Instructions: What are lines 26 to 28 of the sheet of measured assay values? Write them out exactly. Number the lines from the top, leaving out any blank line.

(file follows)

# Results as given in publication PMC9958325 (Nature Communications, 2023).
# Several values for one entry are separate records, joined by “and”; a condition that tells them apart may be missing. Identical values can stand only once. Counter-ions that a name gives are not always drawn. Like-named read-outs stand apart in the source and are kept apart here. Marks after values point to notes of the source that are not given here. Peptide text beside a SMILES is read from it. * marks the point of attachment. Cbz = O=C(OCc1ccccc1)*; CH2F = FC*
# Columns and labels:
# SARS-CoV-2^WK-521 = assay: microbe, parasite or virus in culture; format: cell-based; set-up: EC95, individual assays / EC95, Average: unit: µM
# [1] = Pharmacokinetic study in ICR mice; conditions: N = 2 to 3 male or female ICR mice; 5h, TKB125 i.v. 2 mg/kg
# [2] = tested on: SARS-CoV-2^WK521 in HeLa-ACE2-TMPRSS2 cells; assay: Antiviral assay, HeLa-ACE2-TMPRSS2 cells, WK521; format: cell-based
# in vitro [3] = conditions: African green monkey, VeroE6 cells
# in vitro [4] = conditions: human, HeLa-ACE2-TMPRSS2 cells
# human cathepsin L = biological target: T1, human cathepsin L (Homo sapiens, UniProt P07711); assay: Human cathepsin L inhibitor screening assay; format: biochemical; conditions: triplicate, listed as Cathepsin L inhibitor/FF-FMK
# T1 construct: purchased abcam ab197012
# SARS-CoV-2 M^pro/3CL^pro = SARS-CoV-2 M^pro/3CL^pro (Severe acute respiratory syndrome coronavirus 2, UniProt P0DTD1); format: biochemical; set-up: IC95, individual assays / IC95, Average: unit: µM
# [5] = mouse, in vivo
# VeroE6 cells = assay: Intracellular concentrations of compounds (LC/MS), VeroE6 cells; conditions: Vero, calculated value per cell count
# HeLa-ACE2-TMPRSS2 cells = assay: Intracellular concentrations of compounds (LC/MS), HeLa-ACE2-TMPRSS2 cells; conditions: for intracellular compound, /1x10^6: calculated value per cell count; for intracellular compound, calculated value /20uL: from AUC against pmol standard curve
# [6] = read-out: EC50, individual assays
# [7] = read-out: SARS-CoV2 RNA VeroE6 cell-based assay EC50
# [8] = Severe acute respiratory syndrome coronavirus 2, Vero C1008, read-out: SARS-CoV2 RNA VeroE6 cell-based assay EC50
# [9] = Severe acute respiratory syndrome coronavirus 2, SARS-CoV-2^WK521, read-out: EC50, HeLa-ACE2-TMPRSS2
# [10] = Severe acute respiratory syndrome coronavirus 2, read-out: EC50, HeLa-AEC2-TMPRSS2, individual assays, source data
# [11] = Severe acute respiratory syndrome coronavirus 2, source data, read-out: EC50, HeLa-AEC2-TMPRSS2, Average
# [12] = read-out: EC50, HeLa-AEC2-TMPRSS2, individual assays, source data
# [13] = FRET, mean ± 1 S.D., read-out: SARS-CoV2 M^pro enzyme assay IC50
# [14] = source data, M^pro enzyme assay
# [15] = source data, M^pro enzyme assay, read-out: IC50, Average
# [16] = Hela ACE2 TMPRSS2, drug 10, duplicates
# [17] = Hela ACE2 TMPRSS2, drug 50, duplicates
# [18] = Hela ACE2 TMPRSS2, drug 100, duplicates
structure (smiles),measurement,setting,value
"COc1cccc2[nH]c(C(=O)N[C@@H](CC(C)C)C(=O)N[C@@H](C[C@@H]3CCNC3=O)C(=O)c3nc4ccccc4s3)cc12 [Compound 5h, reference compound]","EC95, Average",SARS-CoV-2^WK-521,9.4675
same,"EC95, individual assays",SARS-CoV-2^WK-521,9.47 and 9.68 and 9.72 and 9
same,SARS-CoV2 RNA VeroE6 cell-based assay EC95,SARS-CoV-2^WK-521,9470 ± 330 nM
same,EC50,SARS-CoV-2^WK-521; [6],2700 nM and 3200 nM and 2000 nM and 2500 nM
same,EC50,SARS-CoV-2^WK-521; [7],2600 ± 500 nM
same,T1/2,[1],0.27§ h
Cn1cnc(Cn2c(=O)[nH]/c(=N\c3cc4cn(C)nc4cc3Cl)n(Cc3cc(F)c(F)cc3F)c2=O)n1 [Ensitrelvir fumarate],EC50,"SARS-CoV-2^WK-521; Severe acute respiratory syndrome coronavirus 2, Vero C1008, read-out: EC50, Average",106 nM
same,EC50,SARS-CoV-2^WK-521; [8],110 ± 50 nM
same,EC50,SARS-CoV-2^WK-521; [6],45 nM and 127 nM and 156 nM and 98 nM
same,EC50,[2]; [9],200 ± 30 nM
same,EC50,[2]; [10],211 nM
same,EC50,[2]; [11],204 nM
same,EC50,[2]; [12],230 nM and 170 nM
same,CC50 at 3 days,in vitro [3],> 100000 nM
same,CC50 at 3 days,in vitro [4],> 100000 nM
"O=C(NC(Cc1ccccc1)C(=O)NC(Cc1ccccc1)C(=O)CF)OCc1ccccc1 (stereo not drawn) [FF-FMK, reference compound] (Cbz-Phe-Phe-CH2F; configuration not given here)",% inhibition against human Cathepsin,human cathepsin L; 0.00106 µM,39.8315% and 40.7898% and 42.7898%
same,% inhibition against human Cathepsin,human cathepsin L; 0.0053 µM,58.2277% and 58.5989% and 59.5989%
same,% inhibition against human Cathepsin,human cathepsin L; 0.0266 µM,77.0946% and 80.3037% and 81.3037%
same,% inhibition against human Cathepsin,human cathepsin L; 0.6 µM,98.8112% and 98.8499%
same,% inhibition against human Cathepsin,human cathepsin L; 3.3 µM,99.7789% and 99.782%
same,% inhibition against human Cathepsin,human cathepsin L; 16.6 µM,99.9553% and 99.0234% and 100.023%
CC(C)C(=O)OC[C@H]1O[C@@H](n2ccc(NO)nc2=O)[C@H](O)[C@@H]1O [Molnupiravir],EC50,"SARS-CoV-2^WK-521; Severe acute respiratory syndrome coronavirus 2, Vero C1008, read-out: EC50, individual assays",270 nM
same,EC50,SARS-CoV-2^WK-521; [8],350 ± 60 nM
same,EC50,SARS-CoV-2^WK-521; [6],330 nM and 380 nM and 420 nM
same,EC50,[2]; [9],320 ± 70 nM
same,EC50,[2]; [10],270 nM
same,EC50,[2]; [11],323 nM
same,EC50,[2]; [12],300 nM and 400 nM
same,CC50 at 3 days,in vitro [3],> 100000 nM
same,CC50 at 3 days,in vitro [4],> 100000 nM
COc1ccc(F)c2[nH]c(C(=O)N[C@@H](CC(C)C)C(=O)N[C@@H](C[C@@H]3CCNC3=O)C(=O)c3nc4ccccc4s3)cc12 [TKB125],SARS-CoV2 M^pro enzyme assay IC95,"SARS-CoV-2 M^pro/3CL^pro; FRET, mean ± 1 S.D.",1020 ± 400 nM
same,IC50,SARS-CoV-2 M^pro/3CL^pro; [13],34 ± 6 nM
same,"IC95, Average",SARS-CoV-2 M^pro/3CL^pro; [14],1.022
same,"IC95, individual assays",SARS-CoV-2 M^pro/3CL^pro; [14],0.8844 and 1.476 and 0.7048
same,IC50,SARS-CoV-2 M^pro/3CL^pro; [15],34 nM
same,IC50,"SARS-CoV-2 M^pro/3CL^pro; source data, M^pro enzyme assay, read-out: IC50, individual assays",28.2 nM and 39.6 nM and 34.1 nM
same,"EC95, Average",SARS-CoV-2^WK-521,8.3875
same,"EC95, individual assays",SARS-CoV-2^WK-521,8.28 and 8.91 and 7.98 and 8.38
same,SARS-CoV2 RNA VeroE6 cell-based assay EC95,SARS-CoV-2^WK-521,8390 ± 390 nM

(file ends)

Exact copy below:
# [17] = Hela ACE2 TMPRSS2, drug 50, duplicates
# [18] = Hela ACE2 TMPRSS2, drug 100, duplicates
structure (smiles),measurement,setting,value